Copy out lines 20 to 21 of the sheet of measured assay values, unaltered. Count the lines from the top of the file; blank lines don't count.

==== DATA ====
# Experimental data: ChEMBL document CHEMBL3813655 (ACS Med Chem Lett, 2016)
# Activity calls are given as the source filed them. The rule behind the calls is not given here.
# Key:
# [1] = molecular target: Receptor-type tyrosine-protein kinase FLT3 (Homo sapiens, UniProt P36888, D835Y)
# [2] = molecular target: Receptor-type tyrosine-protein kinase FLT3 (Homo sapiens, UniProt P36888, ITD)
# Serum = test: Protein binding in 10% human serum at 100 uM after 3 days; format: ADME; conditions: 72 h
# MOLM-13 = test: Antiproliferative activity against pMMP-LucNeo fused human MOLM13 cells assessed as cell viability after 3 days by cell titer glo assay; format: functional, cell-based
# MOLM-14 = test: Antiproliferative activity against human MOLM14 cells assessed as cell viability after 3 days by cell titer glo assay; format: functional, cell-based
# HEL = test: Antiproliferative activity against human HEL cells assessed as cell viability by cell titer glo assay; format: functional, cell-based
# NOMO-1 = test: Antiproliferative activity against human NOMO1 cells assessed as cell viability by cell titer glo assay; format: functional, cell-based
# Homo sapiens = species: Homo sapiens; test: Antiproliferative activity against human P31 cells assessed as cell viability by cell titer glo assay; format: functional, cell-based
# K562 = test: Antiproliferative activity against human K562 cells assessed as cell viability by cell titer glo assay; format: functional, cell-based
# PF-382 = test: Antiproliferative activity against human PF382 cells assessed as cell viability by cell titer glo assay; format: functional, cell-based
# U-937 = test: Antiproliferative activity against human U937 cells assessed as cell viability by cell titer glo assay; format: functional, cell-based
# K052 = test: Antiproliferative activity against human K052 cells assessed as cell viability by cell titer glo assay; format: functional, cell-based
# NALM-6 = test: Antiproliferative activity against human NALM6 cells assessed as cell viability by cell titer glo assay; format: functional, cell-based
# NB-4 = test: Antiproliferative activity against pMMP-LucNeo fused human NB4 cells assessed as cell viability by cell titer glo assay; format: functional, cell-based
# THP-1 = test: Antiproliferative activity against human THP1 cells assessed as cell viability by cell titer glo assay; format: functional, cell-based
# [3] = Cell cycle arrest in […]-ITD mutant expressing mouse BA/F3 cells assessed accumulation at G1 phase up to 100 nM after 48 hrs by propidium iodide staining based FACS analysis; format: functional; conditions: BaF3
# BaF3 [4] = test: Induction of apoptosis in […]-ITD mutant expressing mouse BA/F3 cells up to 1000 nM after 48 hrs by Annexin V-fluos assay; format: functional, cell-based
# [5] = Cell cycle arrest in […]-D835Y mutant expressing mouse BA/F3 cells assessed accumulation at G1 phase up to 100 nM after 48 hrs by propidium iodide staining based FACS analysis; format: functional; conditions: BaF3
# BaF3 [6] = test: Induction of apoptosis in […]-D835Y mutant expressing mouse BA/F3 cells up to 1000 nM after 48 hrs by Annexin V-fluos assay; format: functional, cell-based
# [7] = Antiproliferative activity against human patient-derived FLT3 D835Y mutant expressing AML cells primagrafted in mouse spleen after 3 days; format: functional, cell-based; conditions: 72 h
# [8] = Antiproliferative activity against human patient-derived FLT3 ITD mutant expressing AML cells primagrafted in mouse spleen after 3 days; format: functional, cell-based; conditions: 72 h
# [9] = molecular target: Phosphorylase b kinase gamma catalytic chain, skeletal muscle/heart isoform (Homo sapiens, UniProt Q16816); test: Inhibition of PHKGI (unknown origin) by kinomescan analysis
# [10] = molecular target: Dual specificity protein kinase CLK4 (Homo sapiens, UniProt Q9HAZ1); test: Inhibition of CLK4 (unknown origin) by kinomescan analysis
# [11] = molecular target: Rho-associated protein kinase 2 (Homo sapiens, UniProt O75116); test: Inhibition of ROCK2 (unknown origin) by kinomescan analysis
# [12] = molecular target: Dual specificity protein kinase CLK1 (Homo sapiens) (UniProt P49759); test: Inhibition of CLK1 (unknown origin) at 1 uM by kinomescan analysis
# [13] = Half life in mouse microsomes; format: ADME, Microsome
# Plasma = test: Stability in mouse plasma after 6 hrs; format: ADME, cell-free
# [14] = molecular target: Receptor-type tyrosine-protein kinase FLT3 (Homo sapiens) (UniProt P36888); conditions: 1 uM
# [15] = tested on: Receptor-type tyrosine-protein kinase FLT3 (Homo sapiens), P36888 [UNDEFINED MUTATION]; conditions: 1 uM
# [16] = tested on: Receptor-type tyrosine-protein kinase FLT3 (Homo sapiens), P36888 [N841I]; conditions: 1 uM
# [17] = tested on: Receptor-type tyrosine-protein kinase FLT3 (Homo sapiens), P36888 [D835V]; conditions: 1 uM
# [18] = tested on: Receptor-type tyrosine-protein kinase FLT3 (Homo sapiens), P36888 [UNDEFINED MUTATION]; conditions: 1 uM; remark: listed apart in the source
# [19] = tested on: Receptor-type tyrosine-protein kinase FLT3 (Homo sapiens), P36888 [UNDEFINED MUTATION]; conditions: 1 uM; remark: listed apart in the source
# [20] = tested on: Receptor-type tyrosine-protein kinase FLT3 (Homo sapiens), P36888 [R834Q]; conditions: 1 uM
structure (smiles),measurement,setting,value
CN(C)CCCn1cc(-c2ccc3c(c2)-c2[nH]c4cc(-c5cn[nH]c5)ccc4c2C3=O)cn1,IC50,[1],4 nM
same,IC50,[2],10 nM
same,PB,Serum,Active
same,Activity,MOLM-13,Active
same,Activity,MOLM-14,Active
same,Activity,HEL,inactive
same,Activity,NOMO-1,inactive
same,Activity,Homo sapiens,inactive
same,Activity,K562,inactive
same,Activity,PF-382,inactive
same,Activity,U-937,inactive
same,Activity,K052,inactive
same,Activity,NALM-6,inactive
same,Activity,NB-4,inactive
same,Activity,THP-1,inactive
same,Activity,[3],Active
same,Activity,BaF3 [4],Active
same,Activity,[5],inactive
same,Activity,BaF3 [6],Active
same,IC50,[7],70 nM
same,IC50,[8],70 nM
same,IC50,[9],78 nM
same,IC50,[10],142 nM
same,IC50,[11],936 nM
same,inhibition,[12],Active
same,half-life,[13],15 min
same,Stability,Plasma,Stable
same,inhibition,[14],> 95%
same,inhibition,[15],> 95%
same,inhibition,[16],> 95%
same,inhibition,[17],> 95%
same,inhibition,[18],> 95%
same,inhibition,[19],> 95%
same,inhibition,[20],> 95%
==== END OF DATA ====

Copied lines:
# BaF3 [4] = test: Induction of apoptosis in […]-ITD mutant expressing mouse BA/F3 cells up to 1000 nM after 48 hrs by Annexin V-fluos assay; format: functional, cell-based
# [5] = Cell cycle arrest in […]-D835Y mutant expressing mouse BA/F3 cells assessed accumulation at G1 phase up to 100 nM after 48 hrs by propidium iodide staining based FACS analysis; format: functional; conditions: BaF3